A biobank is a biorepository that accepts, processes, stores and distributes biospecimens and associated data for use in research and clinical care. Human biospecimens can provide a bridge between emerging molecular information and clinical information, by enabling researchers to study the molecular characteristics of actual disease, and then correlating those patterns with what is known about the clinical progression of the disease. Specifically, human biospecimens can be used to:

  • Identify and validate drug targets
  • Identify disease mechanisms
  • Develop screening tests for “biomarkers” associated with certain sub-types of a disease
  • Group patients based on their genetic characteristics and likelihood of positive response, for testing of new drugs
  • Group patients based on the “biomarkers” of their disease to determine which treatment is appropriate

Typical Pathway


Brooks Solutions

Pathway 1.jpg    Patient

  • Biological specimen collected in-situ from the patient within the specific biologic context
  • Ethically consented, right sample with the right annotation collected, stored in a controlled environment for secure temperature safe shipment

Pathway 2.jpg    Medical/Surgical Procedures

  • Intervention via medical/surgical procedures or drugs to change the biologic context of the specimen to understand resultant dynamic changes in the molecular profiles within the specimen.
  • Clearly defined study objectives among intended target population and demographic profile must guide the procedures, with alignment across all stakeholders. Right testing conducted to reach the desired result.

Pathway 3.jpg    Acquisition

  • Adherence to consistency and best practice methods critical for maintaining the highest sample integrity
  • Unique identifier labeling, preferably 2D-barcoded sample tubes

Pathway 3.jpg    Handling/Processing

  • Examples of preparation variables introduced prior to and during biological stabilization of the specimen include time at room temperature, temperature of the room, type of fixative, time in fixative, method and rate of freezing, and size of specimen aliquots
  • Success factors based on downstream application include: material to collect, preservative to use, processing method and derivatives required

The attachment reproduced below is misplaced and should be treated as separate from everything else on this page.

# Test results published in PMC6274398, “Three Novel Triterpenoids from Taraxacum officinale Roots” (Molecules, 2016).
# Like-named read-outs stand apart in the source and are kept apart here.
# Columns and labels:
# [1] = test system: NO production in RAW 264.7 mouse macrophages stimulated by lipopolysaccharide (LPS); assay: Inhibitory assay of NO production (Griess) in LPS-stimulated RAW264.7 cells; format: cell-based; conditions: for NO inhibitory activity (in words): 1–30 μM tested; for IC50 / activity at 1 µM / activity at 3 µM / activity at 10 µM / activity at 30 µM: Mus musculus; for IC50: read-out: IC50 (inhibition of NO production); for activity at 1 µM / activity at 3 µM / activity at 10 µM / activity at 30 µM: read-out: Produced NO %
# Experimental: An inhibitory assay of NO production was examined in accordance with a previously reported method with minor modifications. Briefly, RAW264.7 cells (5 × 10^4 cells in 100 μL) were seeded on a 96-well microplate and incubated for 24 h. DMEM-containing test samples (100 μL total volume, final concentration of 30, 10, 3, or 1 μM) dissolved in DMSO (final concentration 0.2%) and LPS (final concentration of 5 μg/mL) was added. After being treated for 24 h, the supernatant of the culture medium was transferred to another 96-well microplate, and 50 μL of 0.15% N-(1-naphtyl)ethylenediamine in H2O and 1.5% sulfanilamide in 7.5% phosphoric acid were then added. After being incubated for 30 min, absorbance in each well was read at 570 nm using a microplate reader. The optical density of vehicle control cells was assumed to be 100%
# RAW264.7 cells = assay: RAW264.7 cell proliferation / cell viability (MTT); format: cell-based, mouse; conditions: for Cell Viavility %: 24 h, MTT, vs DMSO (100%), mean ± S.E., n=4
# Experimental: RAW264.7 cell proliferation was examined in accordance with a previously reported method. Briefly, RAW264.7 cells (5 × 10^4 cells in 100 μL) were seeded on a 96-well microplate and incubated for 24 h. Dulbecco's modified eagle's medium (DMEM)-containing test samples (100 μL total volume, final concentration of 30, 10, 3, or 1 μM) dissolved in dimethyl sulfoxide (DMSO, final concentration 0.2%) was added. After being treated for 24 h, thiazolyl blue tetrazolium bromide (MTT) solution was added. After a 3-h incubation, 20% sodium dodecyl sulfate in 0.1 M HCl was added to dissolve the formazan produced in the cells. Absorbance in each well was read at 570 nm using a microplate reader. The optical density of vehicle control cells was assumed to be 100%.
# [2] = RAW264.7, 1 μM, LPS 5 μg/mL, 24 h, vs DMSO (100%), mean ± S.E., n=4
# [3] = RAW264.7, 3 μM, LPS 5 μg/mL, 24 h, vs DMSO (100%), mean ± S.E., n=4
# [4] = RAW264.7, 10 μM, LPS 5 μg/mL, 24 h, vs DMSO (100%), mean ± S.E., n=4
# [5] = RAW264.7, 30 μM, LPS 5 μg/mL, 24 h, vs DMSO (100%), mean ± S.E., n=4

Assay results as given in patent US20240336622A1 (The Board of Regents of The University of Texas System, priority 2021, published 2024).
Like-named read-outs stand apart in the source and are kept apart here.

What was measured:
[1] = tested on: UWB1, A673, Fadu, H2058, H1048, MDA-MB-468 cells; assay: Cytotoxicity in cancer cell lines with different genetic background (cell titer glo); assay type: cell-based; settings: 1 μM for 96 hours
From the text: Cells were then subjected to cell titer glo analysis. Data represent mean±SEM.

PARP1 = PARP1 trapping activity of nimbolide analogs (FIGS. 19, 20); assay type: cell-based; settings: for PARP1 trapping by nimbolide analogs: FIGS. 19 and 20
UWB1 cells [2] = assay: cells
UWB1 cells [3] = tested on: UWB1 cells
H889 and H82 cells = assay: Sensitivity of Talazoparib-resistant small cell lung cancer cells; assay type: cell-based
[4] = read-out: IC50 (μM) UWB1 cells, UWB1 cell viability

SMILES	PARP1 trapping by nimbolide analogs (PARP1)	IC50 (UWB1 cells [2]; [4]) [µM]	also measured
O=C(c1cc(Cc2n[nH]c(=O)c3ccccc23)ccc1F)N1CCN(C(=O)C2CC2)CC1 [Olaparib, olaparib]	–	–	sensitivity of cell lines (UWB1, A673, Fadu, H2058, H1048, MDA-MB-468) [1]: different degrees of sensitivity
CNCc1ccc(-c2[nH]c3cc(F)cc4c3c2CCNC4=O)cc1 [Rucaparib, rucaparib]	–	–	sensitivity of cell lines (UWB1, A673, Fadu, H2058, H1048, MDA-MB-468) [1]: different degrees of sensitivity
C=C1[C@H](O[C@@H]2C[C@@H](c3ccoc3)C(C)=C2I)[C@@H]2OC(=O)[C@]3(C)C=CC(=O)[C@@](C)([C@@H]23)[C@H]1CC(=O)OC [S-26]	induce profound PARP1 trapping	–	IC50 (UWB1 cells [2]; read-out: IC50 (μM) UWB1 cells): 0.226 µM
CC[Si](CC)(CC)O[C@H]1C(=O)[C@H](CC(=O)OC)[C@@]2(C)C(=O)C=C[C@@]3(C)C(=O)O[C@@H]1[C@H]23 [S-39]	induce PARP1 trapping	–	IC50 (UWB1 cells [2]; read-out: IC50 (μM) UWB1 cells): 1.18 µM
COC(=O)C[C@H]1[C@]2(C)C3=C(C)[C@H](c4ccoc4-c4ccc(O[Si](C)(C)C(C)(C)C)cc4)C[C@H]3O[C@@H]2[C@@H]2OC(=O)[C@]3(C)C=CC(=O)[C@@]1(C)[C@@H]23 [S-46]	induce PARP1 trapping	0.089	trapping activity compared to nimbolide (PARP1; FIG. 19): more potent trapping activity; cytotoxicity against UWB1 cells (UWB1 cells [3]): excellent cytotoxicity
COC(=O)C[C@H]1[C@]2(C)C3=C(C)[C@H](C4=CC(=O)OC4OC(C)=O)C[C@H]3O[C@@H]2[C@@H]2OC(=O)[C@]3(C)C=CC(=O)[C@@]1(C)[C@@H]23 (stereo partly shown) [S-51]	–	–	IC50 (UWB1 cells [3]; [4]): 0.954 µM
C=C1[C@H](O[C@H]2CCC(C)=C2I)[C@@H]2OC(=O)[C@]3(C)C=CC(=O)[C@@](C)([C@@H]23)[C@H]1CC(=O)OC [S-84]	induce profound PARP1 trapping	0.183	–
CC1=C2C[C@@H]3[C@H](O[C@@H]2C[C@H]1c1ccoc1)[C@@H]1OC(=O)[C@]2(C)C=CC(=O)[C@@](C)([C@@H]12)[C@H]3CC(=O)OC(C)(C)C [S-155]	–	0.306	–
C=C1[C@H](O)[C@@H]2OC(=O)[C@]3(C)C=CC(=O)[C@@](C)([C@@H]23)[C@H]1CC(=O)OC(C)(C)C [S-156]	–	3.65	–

Pathway 3.jpg    Storage

  • The storage temperature and duration may impact specimen quality. Progressive dehydration, desiccation, or oxidation may occur.
  • When choosing the right storage environment it is important to consider labware/container, temperature, time and expected retrieval needs for downstream assays.
  • Storing in a a high quality sample tube is paramount, as this is the first line of defence for sample integrity.
  • In some cases, frost may need to be removed before all tubes can be read on a whole rack reader.

Pathway 3.jpg    Distribution

  • Upon dispatch it is important to scan the sample out of your collection, ensuring there is a record of it leaving the biobank.
  • Variations in transport conditions may cause alterations in the specimen. Those who package and transport the specimens and those who receive and deliver the samples to individual investigators all contribute to variation.
  • Collection and shipping kits are tailored to ensure consistency and reproducibility with full traceability of each component, controlled traceable manufacturing process, tested to ensure temperature conformance for expected transit duration.

Pathway 3.jpg    Scientific Analysis

  • Different methods of analysis for various classes of biomolecules may be variably affected by any of the factors above. Even with a single analytic method, each individual investigator and technician involved in the specimen analysis may contribute to analysis variation.
  • To avoid analysis variation, establish baseline sample characterization, integrate biomarker results and quality checks for test and controls. All pre-analytical variables, accessibility rules, and timely information should be shared with research collaborators.